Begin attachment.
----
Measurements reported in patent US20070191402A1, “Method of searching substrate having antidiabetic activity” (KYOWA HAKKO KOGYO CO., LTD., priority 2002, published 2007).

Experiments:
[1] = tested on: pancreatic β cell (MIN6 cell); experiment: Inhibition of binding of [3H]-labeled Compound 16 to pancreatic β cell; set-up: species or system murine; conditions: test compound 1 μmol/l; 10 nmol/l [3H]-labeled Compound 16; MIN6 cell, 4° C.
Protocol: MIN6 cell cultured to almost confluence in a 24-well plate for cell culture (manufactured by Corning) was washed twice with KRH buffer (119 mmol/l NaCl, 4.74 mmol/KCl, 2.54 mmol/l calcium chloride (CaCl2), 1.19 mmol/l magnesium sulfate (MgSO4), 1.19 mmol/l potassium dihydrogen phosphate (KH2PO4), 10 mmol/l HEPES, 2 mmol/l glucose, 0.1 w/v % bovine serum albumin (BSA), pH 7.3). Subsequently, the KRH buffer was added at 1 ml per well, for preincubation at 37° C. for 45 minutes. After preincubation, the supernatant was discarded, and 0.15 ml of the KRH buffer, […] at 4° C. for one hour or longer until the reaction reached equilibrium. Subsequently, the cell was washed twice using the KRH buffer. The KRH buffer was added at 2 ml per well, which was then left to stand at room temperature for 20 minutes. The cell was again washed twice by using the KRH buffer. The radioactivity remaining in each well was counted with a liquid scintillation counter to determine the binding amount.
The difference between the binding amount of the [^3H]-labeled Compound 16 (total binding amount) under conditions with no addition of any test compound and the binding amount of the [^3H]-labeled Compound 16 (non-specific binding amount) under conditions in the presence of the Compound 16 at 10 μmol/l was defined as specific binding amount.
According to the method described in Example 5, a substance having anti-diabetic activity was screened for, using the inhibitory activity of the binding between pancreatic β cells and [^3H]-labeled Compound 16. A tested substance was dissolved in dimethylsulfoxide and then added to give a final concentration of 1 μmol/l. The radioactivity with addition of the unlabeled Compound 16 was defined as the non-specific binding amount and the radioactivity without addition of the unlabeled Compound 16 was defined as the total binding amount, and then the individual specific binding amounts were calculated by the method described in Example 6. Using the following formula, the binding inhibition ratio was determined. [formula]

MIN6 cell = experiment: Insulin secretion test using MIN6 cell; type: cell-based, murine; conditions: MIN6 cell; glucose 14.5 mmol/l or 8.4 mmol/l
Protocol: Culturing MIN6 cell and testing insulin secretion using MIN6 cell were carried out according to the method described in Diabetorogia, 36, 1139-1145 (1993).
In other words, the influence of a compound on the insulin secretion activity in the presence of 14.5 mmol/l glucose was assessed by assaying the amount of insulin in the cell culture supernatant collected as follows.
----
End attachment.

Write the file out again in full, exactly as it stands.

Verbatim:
Measurements reported in patent US20070191402A1, “Method of searching substrate having antidiabetic activity” (KYOWA HAKKO KOGYO CO., LTD., priority 2002, published 2007).

Experiments:
[1] = tested on: pancreatic β cell (MIN6 cell); experiment: Inhibition of binding of [3H]-labeled Compound 16 to pancreatic β cell; set-up: species or system murine; conditions: test compound 1 μmol/l; 10 nmol/l [3H]-labeled Compound 16; MIN6 cell, 4° C.
Protocol: MIN6 cell cultured to almost confluence in a 24-well plate for cell culture (manufactured by Corning) was washed twice with KRH buffer (119 mmol/l NaCl, 4.74 mmol/KCl, 2.54 mmol/l calcium chloride (CaCl2), 1.19 mmol/l magnesium sulfate (MgSO4), 1.19 mmol/l potassium dihydrogen phosphate (KH2PO4), 10 mmol/l HEPES, 2 mmol/l glucose, 0.1 w/v % bovine serum albumin (BSA), pH 7.3). Subsequently, the KRH buffer was added at 1 ml per well, for preincubation at 37° C. for 45 minutes. After preincubation, the supernatant was discarded, and 0.15 ml of the KRH buffer, […] at 4° C. for one hour or longer until the reaction reached equilibrium. Subsequently, the cell was washed twice using the KRH buffer. The KRH buffer was added at 2 ml per well, which was then left to stand at room temperature for 20 minutes. The cell was again washed twice by using the KRH buffer. The radioactivity remaining in each well was counted with a liquid scintillation counter to determine the binding amount.
The difference between the binding amount of the [^3H]-labeled Compound 16 (total binding amount) under conditions with no addition of any test compound and the binding amount of the [^3H]-labeled Compound 16 (non-specific binding amount) under conditions in the presence of the Compound 16 at 10 μmol/l was defined as specific binding amount.
According to the method described in Example 5, a substance having anti-diabetic activity was screened for, using the inhibitory activity of the binding between pancreatic β cells and [^3H]-labeled Compound 16. A tested substance was dissolved in dimethylsulfoxide and then added to give a final concentration of 1 μmol/l. The radioactivity with addition of the unlabeled Compound 16 was defined as the non-specific binding amount and the radioactivity without addition of the unlabeled Compound 16 was defined as the total binding amount, and then the individual specific binding amounts were calculated by the method described in Example 6. Using the following formula, the binding inhibition ratio was determined. [formula]

MIN6 cell = experiment: Insulin secretion test using MIN6 cell; type: cell-based, murine; conditions: MIN6 cell; glucose 14.5 mmol/l or 8.4 mmol/l
Protocol: Culturing MIN6 cell and testing insulin secretion using MIN6 cell were carried out according to the method described in Diabetorogia, 36, 1139-1145 (1993).
In other words, the influence of a compound on the insulin secretion activity in the presence of 14.5 mmol/l glucose was assessed by assaying the amount of insulin in the cell culture supernatant collected as follows.